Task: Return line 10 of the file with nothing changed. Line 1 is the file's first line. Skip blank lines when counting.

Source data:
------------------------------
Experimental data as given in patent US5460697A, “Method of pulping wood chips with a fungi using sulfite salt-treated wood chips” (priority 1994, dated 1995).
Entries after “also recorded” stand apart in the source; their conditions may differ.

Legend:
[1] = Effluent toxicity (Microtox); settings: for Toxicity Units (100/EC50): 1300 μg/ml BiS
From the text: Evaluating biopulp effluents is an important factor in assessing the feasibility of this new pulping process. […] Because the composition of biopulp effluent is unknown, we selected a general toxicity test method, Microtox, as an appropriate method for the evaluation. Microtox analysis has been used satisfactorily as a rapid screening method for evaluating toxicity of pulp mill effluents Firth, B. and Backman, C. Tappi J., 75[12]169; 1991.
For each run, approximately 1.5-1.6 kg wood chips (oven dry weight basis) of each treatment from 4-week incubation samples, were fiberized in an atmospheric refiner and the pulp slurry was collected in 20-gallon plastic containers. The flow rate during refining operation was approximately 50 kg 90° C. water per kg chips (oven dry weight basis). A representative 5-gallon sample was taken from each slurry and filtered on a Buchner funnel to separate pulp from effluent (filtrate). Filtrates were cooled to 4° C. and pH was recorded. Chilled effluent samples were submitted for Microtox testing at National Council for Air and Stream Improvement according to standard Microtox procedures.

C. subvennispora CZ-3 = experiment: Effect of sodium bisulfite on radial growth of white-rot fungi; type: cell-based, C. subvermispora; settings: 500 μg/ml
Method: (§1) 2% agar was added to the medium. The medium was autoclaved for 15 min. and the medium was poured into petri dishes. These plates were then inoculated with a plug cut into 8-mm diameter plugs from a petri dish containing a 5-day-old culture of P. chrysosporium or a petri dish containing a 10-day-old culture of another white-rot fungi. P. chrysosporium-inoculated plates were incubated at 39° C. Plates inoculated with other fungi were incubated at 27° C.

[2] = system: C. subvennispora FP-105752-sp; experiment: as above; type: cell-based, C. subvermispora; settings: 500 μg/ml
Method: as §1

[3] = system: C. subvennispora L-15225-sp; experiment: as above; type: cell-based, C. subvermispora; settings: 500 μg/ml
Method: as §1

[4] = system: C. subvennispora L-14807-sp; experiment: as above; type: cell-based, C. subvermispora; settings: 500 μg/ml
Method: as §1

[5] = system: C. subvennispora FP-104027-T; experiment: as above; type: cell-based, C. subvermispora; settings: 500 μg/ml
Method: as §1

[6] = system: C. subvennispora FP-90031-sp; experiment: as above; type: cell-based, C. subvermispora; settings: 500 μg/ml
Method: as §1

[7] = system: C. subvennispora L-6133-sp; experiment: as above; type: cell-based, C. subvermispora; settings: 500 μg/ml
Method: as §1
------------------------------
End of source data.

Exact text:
Method: as §1